When military people hear the words Kiowa, Apache, Comanche, Lakota, and Black Hawk, automatically know that these are US Army helicopters. The civilian world generally knows them as the names of Native American tribes. This is not just some coincidence or some sort of random name-choosing. In fact, the US Army had been naming its helicopters after Native American tribes for decades now.

A Croatian Bell OH-58D Kiowa Warrior at AirVG 2018. (Ivekbeg5CC BY-SA 4.0, via Wikimedia Commons)

American Indian Wars

Beginning the earliest colonial settlements in the 17th century until the early 20th century, The American Indian Wars were fought first by European governments and the colonists in North America. Later on, it became the United States and Canadian governments and their respective settlers versus American Indian and First Nation Tribes. Various wars occurred due to a lot of factors.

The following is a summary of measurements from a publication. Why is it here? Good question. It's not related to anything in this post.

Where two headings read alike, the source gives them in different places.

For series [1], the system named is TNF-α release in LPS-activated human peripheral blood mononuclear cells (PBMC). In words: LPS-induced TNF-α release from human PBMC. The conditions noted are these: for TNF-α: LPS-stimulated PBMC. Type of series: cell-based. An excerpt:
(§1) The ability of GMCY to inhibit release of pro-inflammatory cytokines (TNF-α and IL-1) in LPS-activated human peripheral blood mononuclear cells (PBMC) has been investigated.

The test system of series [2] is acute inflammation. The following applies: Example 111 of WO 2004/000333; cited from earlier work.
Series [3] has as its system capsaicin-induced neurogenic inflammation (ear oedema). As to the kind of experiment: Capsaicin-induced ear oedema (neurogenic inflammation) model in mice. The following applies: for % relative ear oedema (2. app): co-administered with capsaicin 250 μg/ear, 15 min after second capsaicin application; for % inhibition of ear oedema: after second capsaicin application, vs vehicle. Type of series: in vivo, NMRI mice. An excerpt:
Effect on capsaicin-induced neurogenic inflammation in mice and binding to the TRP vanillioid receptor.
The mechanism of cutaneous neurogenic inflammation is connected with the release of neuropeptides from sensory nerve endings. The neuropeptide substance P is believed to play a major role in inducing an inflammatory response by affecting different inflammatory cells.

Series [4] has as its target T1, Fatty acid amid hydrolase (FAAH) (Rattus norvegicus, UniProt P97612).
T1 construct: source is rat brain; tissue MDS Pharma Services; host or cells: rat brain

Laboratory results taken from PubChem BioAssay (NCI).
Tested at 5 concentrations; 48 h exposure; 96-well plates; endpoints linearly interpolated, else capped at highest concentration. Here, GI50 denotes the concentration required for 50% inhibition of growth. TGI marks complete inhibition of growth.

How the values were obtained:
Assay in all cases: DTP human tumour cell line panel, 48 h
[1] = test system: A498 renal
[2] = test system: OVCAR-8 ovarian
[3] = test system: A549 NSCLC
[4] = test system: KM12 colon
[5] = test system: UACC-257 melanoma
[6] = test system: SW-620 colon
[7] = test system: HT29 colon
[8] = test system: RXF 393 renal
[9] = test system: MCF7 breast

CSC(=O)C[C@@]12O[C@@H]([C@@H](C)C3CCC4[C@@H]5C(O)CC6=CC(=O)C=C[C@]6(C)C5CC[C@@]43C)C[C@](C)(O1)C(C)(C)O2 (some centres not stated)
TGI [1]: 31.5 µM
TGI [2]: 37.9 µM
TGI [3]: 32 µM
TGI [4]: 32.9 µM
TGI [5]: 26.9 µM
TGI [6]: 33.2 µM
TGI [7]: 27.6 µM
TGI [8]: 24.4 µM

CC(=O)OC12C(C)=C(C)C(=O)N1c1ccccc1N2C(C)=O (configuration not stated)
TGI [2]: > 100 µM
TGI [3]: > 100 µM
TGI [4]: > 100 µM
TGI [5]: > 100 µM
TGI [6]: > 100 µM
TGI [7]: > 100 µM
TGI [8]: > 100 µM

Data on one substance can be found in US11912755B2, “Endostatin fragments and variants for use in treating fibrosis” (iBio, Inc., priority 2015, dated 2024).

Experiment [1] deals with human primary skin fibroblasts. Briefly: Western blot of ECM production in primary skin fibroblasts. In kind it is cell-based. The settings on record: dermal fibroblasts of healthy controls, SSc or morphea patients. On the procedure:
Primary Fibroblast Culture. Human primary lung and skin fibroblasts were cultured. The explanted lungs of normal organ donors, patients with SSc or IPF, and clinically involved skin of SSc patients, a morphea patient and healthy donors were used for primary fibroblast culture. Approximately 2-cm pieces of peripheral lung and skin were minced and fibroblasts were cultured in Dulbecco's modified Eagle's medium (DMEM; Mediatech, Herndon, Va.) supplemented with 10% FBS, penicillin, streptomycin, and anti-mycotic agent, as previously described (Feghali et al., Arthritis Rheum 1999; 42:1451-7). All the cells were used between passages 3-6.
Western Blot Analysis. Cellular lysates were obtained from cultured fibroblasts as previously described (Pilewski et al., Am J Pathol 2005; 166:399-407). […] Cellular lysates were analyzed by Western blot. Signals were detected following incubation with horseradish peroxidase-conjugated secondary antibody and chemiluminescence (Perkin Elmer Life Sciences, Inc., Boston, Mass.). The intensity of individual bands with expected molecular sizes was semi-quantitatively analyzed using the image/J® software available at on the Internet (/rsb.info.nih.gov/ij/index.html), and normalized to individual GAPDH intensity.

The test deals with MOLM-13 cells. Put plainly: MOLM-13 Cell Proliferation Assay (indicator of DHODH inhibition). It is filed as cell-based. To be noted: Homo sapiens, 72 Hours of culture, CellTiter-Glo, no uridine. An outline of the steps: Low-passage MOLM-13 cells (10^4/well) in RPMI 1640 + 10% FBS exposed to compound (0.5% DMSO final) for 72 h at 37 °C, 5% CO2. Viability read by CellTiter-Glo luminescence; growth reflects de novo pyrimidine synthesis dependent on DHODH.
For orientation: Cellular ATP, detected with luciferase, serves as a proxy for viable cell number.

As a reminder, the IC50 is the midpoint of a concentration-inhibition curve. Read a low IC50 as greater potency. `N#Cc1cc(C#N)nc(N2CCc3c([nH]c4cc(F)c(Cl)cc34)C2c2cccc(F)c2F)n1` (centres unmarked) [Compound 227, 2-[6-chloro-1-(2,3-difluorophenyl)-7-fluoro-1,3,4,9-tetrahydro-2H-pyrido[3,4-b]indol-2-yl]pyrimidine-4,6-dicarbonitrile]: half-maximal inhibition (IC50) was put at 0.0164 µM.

The European governments and their colonies enlisted their allied Indian tribes to help them conduct warfare against other colonial settlements. Many local conflicts in certain states and regions were frequently due to disputes over land use, but as settlers spread westward across North America, the armed conflicts between settlers and various Indian and First Nation Tribes grew in size, duration, and intensity.

The most intense, perhaps, was the War of 1812 when major Indian coalitions in the Midwest and the South battled against the United States and lost. After then, conflicts became less common and were quickly resolved by treaty. In 1830, the Indian Removal Act was signed and authorized the American government to enforce the removal of the Indians from east of Mississippi River and to the Indian Territory on the west American frontier. The Indian tribes were relocated to reservations. But above all these, the Native Americans also fought alongside the United States as some of the fiercest warriors, and they did so for more than 200 years. In fact, 32 Native Americans were recipients of the Medal of Honor.